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Walden on Spicer & Co: Social Media in Many Cases Have Facilitated a Cancer on Civility


10.28.20

Washington, D.C. – Energy and Commerce Committee Republican Leader Greg Walden (R-OR) joined Spicer & Co. to discuss online censorship by big tech companies and the need to change Section 230 of the Communications Decency Act, a 25-year-old law that provides these giants tremendous liability protections.

Twitter CEO Jack Dorsey, Facebook CEO Mark Zuckerberg, and Google CEO Sundar Pichai are testifying before the Senate Commerce Committee today and before the Senate Judiciary Committee in November. Despite numerous calls by E&C Republicans to hold these big tech companies accountable, E&C Democrats continue to sit on the sidelines and refuse to protect our democracy.

Watch the full interview here and catch the highlights below.

What does the Senate want out of this hearing:

“I think the most important question they should get an answer to is ‘Are these big platforms now publishers?’ Because if they are publishers, then the twenty-five-year-old law called Section 230 that gives them exemption from liability shouldn’t apply to them anymore. When you’re making editorial decisions, when you blame it on your algorithms, you blame it on whatever, but when you’re actually censoring content, when you’re preventing information from coming up or being shared, then you’re taking on the role of a publisher. If you’re a publisher then we’re way away from how that law was written.”

Do you think Republicans and Democrats differ in their objectives?

“Well here’s what’s going to happen. Democrats kind of like the bias that’s going on right now, so they don’t want to cut them loose. After the elections, they share some of the same frustrations with the platforms, and I think there will be a vigorous debate and I hope an adjustment of this statute. It was never intended to be used for this purpose and grant this blanket immunity for publishers. You don’t get it on air. I didn’t get it as a radio broadcaster. Newspapers don’t get this kind of protection. And if these companies have now gotten to the point where they’re editing, they’re blocking, they’re censoring, and it sure appears that it happens a lot on the right. I don’t hear many stories about things getting blocked on the left. When I was chairman of the Energy and Commerce Committee we had Mark Zuckerberg for five hours before the committee. We went through a lot of these things. We had Jack Dorsey before the committee. Unfortunately, the Democrats haven’t stepped up in the House to have a similar hearing and then move legislation. I think it’s overdue.”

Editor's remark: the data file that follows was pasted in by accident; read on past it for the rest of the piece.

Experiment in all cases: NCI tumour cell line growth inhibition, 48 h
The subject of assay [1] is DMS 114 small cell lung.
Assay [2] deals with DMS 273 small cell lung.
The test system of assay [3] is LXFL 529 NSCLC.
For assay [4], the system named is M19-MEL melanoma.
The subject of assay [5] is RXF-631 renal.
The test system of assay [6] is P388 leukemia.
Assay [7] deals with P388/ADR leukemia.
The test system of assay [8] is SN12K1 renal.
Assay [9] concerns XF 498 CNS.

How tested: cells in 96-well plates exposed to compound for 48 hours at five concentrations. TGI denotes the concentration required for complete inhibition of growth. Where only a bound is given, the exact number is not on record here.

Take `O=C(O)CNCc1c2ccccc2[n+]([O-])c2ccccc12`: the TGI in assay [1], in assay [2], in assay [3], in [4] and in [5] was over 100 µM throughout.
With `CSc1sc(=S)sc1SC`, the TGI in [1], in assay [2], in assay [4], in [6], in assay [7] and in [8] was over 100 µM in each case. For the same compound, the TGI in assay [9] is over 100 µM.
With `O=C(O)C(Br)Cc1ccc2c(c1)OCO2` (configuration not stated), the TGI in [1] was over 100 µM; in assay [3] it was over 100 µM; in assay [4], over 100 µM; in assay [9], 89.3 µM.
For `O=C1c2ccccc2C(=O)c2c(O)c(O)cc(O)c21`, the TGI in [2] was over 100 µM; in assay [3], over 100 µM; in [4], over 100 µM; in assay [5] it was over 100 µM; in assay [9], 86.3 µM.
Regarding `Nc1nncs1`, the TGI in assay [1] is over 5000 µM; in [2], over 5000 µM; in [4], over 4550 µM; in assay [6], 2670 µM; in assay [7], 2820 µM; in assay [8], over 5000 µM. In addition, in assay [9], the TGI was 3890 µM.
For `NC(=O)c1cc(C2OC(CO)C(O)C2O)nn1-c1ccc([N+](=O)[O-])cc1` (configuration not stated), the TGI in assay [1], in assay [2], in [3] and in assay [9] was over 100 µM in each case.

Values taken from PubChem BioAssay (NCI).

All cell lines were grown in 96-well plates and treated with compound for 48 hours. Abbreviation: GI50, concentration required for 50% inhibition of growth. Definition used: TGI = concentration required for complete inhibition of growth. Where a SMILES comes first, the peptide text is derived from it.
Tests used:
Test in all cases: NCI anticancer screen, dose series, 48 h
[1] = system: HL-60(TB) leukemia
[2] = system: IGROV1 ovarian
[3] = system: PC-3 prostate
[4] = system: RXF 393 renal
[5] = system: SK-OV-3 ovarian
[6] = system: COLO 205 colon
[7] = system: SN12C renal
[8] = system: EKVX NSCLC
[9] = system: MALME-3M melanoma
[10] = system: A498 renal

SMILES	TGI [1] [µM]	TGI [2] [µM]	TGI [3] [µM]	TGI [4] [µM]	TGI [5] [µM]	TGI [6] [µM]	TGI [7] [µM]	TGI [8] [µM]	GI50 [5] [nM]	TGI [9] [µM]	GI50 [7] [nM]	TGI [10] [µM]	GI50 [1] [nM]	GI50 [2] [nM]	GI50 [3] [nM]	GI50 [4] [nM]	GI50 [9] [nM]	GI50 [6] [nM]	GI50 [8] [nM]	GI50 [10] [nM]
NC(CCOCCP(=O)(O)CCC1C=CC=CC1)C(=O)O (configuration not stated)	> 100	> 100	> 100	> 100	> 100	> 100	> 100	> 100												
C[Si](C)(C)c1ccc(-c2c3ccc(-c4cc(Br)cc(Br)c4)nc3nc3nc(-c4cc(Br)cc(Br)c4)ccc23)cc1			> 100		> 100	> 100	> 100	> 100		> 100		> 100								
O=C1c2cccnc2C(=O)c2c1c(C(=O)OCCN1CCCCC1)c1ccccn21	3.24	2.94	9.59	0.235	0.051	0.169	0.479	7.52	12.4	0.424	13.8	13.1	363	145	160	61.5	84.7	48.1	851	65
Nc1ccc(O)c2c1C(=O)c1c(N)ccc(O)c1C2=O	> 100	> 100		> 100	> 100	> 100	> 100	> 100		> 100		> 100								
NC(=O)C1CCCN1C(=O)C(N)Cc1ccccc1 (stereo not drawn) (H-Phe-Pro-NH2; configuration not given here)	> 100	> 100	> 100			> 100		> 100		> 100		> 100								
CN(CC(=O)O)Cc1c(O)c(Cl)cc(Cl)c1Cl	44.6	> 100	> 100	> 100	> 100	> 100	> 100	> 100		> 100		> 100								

What is the evidence there? How do you work across the aisle to make them see this is not just a one-sided issue and it benefits everyone?

“You look at what they did to John James, a Senate candidate in Michigan. The Detroit News endorsed him, and I think it was Twitter that flagged that […] and said headlines don’t tell the full story. I don’t see them doing that for any other publication. […] You know what the headline of that endorsement was? It was “Editorial: Our Pick for U.S. Senate.” […] And guess what? Twitter treats WinRed differently – you have to go through more steps – than they do ActBlue. Now, they blamed it on their algorithm and they probably fixed it. But every time during the hearing when someone on the Republican side raised an issue about something that’s censored, the response was “Oh, that was a mistake.” Or “Oh, that was the algorithm.” And you know what? These algorithms, they bias in really bad ways for the country. Social media platforms in many cases have facilitated a cancer on civility. And you’ve been a target of that. I’ve been a target of that. I don’t see them blocking the stuff that comes my way on my accounts, but it’s pretty vicious at times over the years. But boy they sure get sensitive when it’s on the other side.”

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